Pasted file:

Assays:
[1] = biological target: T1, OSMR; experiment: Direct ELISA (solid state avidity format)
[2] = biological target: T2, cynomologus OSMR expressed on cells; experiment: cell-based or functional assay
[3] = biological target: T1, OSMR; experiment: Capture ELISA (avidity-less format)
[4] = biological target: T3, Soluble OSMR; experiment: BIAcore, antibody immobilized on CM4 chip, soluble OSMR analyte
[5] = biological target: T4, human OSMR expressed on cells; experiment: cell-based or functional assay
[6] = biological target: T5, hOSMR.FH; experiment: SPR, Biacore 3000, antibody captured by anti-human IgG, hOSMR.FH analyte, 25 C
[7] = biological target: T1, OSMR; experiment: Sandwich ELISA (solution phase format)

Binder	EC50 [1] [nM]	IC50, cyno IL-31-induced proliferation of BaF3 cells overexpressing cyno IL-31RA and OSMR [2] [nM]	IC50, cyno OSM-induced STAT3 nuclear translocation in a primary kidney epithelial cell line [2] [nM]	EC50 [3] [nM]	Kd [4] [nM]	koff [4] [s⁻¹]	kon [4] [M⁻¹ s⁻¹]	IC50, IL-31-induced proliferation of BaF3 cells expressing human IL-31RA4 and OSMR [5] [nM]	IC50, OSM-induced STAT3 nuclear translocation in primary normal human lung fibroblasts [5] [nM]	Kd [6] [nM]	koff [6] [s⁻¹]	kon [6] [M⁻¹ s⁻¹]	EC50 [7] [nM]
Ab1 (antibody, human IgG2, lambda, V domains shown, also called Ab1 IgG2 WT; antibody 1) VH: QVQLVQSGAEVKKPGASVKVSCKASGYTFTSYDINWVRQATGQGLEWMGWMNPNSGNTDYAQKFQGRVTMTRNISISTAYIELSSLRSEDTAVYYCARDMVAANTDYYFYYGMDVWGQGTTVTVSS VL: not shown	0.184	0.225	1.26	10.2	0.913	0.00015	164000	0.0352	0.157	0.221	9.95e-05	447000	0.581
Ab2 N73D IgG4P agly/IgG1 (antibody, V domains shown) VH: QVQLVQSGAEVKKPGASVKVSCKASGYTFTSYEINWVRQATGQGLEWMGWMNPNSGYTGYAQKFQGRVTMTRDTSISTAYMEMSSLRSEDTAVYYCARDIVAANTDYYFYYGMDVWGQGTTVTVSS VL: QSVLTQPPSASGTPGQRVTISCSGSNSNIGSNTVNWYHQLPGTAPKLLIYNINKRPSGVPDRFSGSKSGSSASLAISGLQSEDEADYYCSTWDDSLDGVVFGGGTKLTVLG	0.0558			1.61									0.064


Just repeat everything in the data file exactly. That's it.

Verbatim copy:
Assays:
[1] = biological target: T1, OSMR; experiment: Direct ELISA (solid state avidity format)
[2] = biological target: T2, cynomologus OSMR expressed on cells; experiment: cell-based or functional assay
[3] = biological target: T1, OSMR; experiment: Capture ELISA (avidity-less format)
[4] = biological target: T3, Soluble OSMR; experiment: BIAcore, antibody immobilized on CM4 chip, soluble OSMR analyte
[5] = biological target: T4, human OSMR expressed on cells; experiment: cell-based or functional assay
[6] = biological target: T5, hOSMR.FH; experiment: SPR, Biacore 3000, antibody captured by anti-human IgG, hOSMR.FH analyte, 25 C
[7] = biological target: T1, OSMR; experiment: Sandwich ELISA (solution phase format)

Binder	EC50 [1] [nM]	IC50, cyno IL-31-induced proliferation of BaF3 cells overexpressing cyno IL-31RA and OSMR [2] [nM]	IC50, cyno OSM-induced STAT3 nuclear translocation in a primary kidney epithelial cell line [2] [nM]	EC50 [3] [nM]	Kd [4] [nM]	koff [4] [s⁻¹]	kon [4] [M⁻¹ s⁻¹]	IC50, IL-31-induced proliferation of BaF3 cells expressing human IL-31RA4 and OSMR [5] [nM]	IC50, OSM-induced STAT3 nuclear translocation in primary normal human lung fibroblasts [5] [nM]	Kd [6] [nM]	koff [6] [s⁻¹]	kon [6] [M⁻¹ s⁻¹]	EC50 [7] [nM]
Ab1 (antibody, human IgG2, lambda, V domains shown, also called Ab1 IgG2 WT; antibody 1) VH: QVQLVQSGAEVKKPGASVKVSCKASGYTFTSYDINWVRQATGQGLEWMGWMNPNSGNTDYAQKFQGRVTMTRNISISTAYIELSSLRSEDTAVYYCARDMVAANTDYYFYYGMDVWGQGTTVTVSS VL: not shown	0.184	0.225	1.26	10.2	0.913	0.00015	164000	0.0352	0.157	0.221	9.95e-05	447000	0.581
Ab2 N73D IgG4P agly/IgG1 (antibody, V domains shown) VH: QVQLVQSGAEVKKPGASVKVSCKASGYTFTSYEINWVRQATGQGLEWMGWMNPNSGYTGYAQKFQGRVTMTRDTSISTAYMEMSSLRSEDTAVYYCARDIVAANTDYYFYYGMDVWGQGTTVTVSS VL: QSVLTQPPSASGTPGQRVTISCSGSNSNIGSNTVNWYHQLPGTAPKLLIYNINKRPSGVPDRFSGSKSGSSASLAISGLQSEDEADYYCSTWDDSLDGVVFGGGTKLTVLG	0.0558			1.61									0.064